Autumn On The EB

Autumn On The EB

Sunday, January 17, 2016

All Purpose Nymph And A Swift Update

"If fishing is like religion, then fly fishing is high church" Tom Brokaw

Sometimes the simplest things work the best. Back in the early 1970's a writer by the name of S.R. Slaymaker (he wrote for the hook and bullet press about fly fishing) wrote about a simple generic nymph that was breathtakingly simple to tie and a virtual trout magnet when fished right. The fly had no name and still doesn't as far as I know although it looks like one of Sawyers nymphs. Slaymaker used mink for the body. I once had some raw mink but it's long gone so I use Australian possum or hair mask.

Hook - Nymph or standard dry fly hook sizes 12-14

Weight - your choice wrapped around the hook shank (resist the temptation to stick a bead on it. This is fly tying, not lure making)

Tail - A few partridge fibers or a tuft of fur

Rib - ultra fine copper wire

Body - Australian possum or hare's mask dubbed loosely and then secured down with wire. Use that little carding tool that we all have but never use to pick out the dubbing.

Above is my life time supply of Australian possum dyed olive or yellow. It has that kinky texture that works great underwater. I would guess that good old American possum would work just as well. Over the years I've taken to touching up the color to suit my taste (actually the trouts taste) with Sharpies. I've tied up some nymphs with yellow fur and then hit them with a black Sharpie. Just enough yellow shows through for a nice effect.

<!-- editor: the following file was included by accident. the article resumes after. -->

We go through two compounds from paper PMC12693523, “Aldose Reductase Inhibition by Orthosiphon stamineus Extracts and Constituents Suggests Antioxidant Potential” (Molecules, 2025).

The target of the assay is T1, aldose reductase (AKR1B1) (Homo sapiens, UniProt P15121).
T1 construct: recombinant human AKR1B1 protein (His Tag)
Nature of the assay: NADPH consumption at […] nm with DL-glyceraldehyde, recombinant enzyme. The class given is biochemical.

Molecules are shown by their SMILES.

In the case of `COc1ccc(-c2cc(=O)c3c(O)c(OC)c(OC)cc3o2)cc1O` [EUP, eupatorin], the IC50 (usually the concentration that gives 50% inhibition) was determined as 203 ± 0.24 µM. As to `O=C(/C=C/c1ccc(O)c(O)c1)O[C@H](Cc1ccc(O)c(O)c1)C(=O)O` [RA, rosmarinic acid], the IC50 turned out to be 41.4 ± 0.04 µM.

The Swift - The stretch from the Gauge through Cady Lane has been fishing well. At 50 cfs and little snow it's been rather pleasant. The best time of the day is between 10 am and 2pm especially when the air temperatures push past 40 degrees. A drab Partridge and Olive SH ruled the day on Friday laying to rest the belief that only bright colors work in the Winter.

We turn the clocks ahead in just two months!!!!!



Curran87 said...


What is the proper way to fish this nymph?


Millers River Flyfisher said...


This is a good fly to work riffles with. Short casts 3/4 upstream holding the rod high as the fly passes you.

It never really worked well in deeper, calm water. Lack of flexible hackle to impart action may be the reason.


Gary Cranson said...


Wow what will run out 1st the copper wire from that motor or the possum? Nice ty I believe what some would call a guide fly.
Plus its nice to know someone else is increasing Newell Rubbermaids pockets, do you color flies at home or on the water?
Regards Gary

Millers River Flyfisher said...
This comment has been removed by the author.
Millers River Flyfisher said...


That's a 30 year old tupperware container. You just can't kill those things!

I color the flies at home but now that you mentioned it.....


Parachute Adams said...

That is a great, buggy looking nymph, Ken. I appreciate you putting up what works for you on the Swift which gives me ideas on what to tie on cold winter nights with hopes of hitting unpopular spots there soon.


Bob O said...

Ken, I've been very much enjoying your blog's current presentation of various flies. Helps to beat the cold winter blues. I know they are winners. Been tying up a few. Some are reserved for spring. Other's will be in use this season. Truly appreciate the detailed photos and comments. Glad day length is already increasing. Keep up the great posts.

Millers River Flyfisher said...

Sam and Bob O,

Thank you!!


Charlton said...

I have looked around and can not find that olive or yellow possum. Source?

Millers River Flyfisher said...


I can't remember the source. It was over 30 years ago. There is some A. possum out there with MYLAR in it. BEWARE!!!!
Rabbit or something buggy will substitute.